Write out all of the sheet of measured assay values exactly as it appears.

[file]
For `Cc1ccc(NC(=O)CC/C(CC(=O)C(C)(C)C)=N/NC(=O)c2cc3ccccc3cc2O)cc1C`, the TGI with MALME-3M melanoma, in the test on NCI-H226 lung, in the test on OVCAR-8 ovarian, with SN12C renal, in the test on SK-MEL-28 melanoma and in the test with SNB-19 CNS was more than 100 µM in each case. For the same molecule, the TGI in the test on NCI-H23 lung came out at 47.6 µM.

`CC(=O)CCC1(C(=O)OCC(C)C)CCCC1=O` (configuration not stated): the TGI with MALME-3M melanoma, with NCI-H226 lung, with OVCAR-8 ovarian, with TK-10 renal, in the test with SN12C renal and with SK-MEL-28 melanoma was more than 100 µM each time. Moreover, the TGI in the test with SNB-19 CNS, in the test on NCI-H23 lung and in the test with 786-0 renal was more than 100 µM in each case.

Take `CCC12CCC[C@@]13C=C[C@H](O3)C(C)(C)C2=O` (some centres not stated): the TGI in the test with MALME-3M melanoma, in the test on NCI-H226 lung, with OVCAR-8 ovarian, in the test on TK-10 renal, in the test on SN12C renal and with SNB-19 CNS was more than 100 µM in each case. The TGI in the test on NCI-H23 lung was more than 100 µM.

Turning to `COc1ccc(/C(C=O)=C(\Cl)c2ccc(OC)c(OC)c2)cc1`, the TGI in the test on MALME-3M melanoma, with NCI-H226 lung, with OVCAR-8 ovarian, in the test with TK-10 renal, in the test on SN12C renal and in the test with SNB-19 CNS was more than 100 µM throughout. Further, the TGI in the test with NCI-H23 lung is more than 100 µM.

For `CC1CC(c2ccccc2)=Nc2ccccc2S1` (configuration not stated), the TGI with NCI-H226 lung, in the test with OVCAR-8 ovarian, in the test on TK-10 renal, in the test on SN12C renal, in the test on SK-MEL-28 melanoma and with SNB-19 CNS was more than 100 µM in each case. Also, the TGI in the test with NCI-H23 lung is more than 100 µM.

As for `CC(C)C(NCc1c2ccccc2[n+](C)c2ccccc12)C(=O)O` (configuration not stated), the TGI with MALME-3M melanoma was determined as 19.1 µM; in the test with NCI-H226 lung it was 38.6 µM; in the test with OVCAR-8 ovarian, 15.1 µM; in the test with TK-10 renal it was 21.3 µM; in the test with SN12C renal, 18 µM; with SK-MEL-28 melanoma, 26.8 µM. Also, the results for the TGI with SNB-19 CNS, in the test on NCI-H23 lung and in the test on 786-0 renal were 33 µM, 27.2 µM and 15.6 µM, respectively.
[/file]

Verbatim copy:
For `Cc1ccc(NC(=O)CC/C(CC(=O)C(C)(C)C)=N/NC(=O)c2cc3ccccc3cc2O)cc1C`, the TGI with MALME-3M melanoma, in the test on NCI-H226 lung, in the test on OVCAR-8 ovarian, with SN12C renal, in the test on SK-MEL-28 melanoma and in the test with SNB-19 CNS was more than 100 µM in each case. For the same molecule, the TGI in the test on NCI-H23 lung came out at 47.6 µM.

`CC(=O)CCC1(C(=O)OCC(C)C)CCCC1=O` (configuration not stated): the TGI with MALME-3M melanoma, with NCI-H226 lung, with OVCAR-8 ovarian, with TK-10 renal, in the test with SN12C renal and with SK-MEL-28 melanoma was more than 100 µM each time. Moreover, the TGI in the test with SNB-19 CNS, in the test on NCI-H23 lung and in the test with 786-0 renal was more than 100 µM in each case.

Take `CCC12CCC[C@@]13C=C[C@H](O3)C(C)(C)C2=O` (some centres not stated): the TGI in the test with MALME-3M melanoma, in the test on NCI-H226 lung, with OVCAR-8 ovarian, in the test on TK-10 renal, in the test on SN12C renal and with SNB-19 CNS was more than 100 µM in each case. The TGI in the test on NCI-H23 lung was more than 100 µM.

Turning to `COc1ccc(/C(C=O)=C(\Cl)c2ccc(OC)c(OC)c2)cc1`, the TGI in the test on MALME-3M melanoma, with NCI-H226 lung, with OVCAR-8 ovarian, in the test with TK-10 renal, in the test on SN12C renal and in the test with SNB-19 CNS was more than 100 µM throughout. Further, the TGI in the test with NCI-H23 lung is more than 100 µM.

For `CC1CC(c2ccccc2)=Nc2ccccc2S1` (configuration not stated), the TGI with NCI-H226 lung, in the test with OVCAR-8 ovarian, in the test on TK-10 renal, in the test on SN12C renal, in the test on SK-MEL-28 melanoma and with SNB-19 CNS was more than 100 µM in each case. Also, the TGI in the test with NCI-H23 lung is more than 100 µM.

As for `CC(C)C(NCc1c2ccccc2[n+](C)c2ccccc12)C(=O)O` (configuration not stated), the TGI with MALME-3M melanoma was determined as 19.1 µM; in the test with NCI-H226 lung it was 38.6 µM; in the test with OVCAR-8 ovarian, 15.1 µM; in the test with TK-10 renal it was 21.3 µM; in the test with SN12C renal, 18 µM; with SK-MEL-28 melanoma, 26.8 µM. Also, the results for the TGI with SNB-19 CNS, in the test on NCI-H23 lung and in the test on 786-0 renal were 33 µM, 27.2 µM and 15.6 µM, respectively.